Tencent chief Pony Ma has to find new ways to signal his allegiance as the Communist Party meets this week for a twice-per-decade congress. Photo: Xinhua

With perfect timing, Internet entrepreneur Ma Huateng, better known as “Pony Ma”, has used his resources to signal his allegiance to China’s ruling party, and its leader, Xi Jinping.

On the day the Chinese president delivered his speech to the 19th Congress of the Communist Party of China (CPC), the country’s largest mobile game operator, Pony Ma’s Tencent, launched a new game called “Clapping Hands for Xi Jinping”.

The game is simple. It starts with a short video of Xi’s speech, and users are rated on how many claps they give the president in 19 seconds.

According to the CPC mouthpiece Global Times, Xi won 71 rounds of applause in his three-and-a-half-hour speech. In the game, he won even more – a billion claps in the first day.

Tencent has launched a game on its popular WeChat messaging app, in which players can give their applause to the speech by Xi Jinping at the 19th party congress.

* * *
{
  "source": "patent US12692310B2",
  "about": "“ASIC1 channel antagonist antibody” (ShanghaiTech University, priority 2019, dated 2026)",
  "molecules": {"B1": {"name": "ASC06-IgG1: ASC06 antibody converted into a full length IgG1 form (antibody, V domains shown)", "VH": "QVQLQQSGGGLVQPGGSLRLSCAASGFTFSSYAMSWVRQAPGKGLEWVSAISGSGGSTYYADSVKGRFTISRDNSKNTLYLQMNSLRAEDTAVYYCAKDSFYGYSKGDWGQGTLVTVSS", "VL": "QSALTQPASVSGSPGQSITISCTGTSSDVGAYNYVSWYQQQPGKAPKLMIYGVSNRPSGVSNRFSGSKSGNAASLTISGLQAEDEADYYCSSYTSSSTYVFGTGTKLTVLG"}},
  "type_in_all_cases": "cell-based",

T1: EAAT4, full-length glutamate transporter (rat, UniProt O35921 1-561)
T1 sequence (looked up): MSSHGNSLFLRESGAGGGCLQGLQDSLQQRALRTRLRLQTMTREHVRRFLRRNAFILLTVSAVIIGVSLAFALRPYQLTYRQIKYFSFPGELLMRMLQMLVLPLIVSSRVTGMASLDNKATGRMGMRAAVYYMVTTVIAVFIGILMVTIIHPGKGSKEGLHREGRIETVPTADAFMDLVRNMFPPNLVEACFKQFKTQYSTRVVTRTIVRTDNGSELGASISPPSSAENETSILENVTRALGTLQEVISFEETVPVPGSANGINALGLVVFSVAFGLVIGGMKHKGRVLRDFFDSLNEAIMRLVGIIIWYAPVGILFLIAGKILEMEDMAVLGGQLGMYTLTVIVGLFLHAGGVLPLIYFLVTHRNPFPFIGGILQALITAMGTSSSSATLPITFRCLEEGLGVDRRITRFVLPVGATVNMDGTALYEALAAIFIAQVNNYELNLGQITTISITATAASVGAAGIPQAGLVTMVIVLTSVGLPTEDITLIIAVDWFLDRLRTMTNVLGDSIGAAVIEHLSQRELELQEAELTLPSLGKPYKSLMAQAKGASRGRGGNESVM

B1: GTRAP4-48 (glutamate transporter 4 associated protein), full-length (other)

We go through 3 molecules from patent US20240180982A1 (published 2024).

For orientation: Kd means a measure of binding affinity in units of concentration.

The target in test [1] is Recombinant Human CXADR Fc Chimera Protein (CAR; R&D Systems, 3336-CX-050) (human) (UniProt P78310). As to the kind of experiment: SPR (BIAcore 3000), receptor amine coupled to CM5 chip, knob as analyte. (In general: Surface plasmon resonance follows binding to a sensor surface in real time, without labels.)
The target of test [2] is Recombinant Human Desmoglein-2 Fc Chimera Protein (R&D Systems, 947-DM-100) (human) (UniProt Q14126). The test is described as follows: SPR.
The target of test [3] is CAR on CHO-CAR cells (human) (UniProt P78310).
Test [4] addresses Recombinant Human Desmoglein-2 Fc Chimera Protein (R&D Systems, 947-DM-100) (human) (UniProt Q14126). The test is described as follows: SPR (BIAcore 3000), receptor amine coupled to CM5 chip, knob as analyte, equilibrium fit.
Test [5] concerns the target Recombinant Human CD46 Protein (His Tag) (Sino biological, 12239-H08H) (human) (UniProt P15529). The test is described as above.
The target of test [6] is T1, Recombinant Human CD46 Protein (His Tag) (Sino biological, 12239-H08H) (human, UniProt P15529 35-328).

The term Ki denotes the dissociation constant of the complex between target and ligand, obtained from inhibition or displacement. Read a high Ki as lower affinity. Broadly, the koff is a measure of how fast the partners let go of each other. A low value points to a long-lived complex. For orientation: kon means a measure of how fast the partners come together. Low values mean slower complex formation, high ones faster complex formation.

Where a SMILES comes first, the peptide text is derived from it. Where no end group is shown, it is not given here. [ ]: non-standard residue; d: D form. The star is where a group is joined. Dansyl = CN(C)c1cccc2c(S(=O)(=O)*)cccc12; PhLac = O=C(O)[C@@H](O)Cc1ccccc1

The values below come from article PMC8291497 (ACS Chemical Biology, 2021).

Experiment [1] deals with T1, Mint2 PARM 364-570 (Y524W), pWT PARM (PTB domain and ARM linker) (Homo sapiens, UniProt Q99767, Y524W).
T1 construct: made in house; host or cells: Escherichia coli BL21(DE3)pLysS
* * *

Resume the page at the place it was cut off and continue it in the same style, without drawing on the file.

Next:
While this is a politically correct game, it may not be a popular oneBut then Tencent, which has more than 200 million registered players, 20% of whom are under 17 years old, is carefully expanding its market share.

Apparently the state-owned media and commentators are not happy about such games being too addictive to youngsters, as detailed in the July 3 editorial in the party-controlled People’s Daily slamming Tencent’s most popular game, King of Honors.

As a result, Tencent restricted players under 12 from playing more than one hour each day, teenagers from playing more than two hours per day, and imposing more parental guidelines. But these measures were deemed insufficient by China Daily.

This month, it was reported that Beijing wanted to take a 1% stake in emerging technology giants such as Tencent, Alibaba, Sina, Youku and other firmsThat signals that Beijing would like these enterprises to get in line with the party on some important social matters.

Xi Jinping is served tea as he delivers a speech during the opening session of the 19th Party Congress on Tuesday morning. Photo: Reuters/Aly Song

Both Tencent and Alibaba vowed their support to the proposal, although some investors worried it might spell a more tightening approach and the Beijing element may not be good for these enterprises to expand overseas.

Earlier Tencent said it had more than 7,000 Communist Party members on staff, or about 23% of its employees. The number of party members has been growing by nearly a thousand every year, of which 60% are backbone technicians in the company’s WeChat, gaming, comic and publication businesses.